These two Patagonia travel itineraries for one week include hiking Patagonia’s most famous trails, such as the W trek in Torres del Paine National Park, Chile and around El Chaltén, Argentina, as well as a visit to the mesmerizing Perito Moreno Glacier.
Patagonia itinerary for one week of travel: Hike the W in Torres del Paine National Park
If you’ve only got a week to travel to Patagonia, chances are you’ll be starting from the Chilean capital Santiago. Chile has one of the most extensive selections of internal flights of all countries in South America, meaning that you can fly to Patagonia quickly and affordably.
Day One: Santiago to Puerto Natales
Fly to Patagonia with LATAM or Sky Airline (the latter is a lot cheaper) from Santiago to Punta Arenas (three hours 35 minutes, four flights per day). If you’re planning a trip to Patagonia, Chile between December and February, LATAM offers flights directly to Puerto Natales from Santiago (twice weekly, three hours 10 minutes).
Get a bus from Punta Arenas to Puerto Natales (three hours 30 mins, check out Bus-Sur, Buses Pacheco and Buses Fernandez as buses leave from their offices in Punta Arenas). Buy return tickets to Torres del Paine National Park from the bus station when you arrive.
Puerto Natales is the town closest to Torres del Paine National Park, where the question of where to hike in Patagonia is easily answered in the form of the popular and rewarding five-day W trek.
Use the afternoon in Puerto Natales to buy food and organise your hiking gear (visit my complete guide to trekking the W in Torres del Paine National Park for all the information you need, including routes and packing lists).
Spend the night at Hostal Lili-Patagonico’s (dorm $14,000 CLP/$21 USD), double $28,000 CLP/$42 USD). Have a hearty dinner (you’ll need it!) at Cerveza Baguales (Calle Carlos Bories 430) for delicious burgers and locally brewed beer or at La Guanaca Pizzeria (Calle Magallanes 167).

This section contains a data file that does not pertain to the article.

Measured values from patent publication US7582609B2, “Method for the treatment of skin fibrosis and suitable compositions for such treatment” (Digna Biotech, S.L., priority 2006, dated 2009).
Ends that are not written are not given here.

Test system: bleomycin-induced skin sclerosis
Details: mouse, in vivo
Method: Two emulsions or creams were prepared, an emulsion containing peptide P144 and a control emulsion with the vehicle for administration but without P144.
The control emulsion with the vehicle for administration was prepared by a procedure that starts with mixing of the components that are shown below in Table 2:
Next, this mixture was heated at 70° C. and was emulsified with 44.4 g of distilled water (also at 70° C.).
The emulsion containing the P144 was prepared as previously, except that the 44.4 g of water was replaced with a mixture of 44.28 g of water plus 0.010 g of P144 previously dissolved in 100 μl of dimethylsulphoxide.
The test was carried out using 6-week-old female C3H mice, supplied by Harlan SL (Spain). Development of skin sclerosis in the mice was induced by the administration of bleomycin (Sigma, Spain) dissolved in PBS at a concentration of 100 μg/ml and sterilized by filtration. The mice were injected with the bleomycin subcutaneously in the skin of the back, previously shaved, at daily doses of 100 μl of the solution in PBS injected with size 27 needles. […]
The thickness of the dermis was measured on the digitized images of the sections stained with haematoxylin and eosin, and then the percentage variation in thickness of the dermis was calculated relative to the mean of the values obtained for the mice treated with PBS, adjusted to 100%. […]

Days Two-Six: Hike the W in Torres del Paine National Park
At 7:30am take the bus from Puerto Natales to Torres del Paine National Park and start the W.
Expect to stare across huge, sparkling glaciers, catch a glimpse of condors floating on thermals above and see in the light of dawn the rearing silhouettes of the granite needles that give the park its name.
Day Seven: Punta Arenas to Santiago
Take the bus back to Punta Arenas and your flight back to Santiago.
Patagonia itinerary for one week of travel: Perito Moreno and hiking in Los Glaciares National Park
Many of those travelling in Patagonia will be flying directly into the region from Buenos Aires.
Again, a one week Patagonia travel itinerary isn’t a huge amount of time for visiting, but you still have the chance to appreciate Argentine Patagonia’s absolute highlights.
Day One: Buenos Aires to El Calafate
Fly to Patagonia on an early morning flight from Buenos Aires to El Calafate with Aerolineas Argentinas (two flights per day, three hours 15 minutes).
There’s not much to do in town (except for shopping in overpriced hiking gear shops), so in the afternoon, rent a bike and cycle to Punta Walichu, an archaeological site that’s home to 7,000-year-old cave paintings.
Stay overnight at the spacious and comfortable Albergue & Hostal del Glaciar Libertador (dorm $509 ARS/$30 USD, double $1,810 ARS/$106 USD) and feast on Patagonian roast lamb at the unrivalled Parrilla Don Pichon (Calle Puerto Deseado 242).
Day Two: Glacier Perito Moreno
At dawn, take a walk over to Reserva Laguna Nimez, where flocks of flamingos, black-necked swans and over 70 species of birds nest and are most active in the early morning.
Today’s the day for appreciating one of Patagonia’s greatest highlights: Glacier Perito Moreno. To get to Los Glaciares National Park and the glacier, if there’s more than two of you, rent a taxi for the day for an agreed fee or take the bus from the main bus terminal.
Entry into the park is around $500 ARS/$30 USD, but worth the expense, as you can walk up to the snout of this huge glacier thanks to a boardwalk that sits only a few hundred metres away.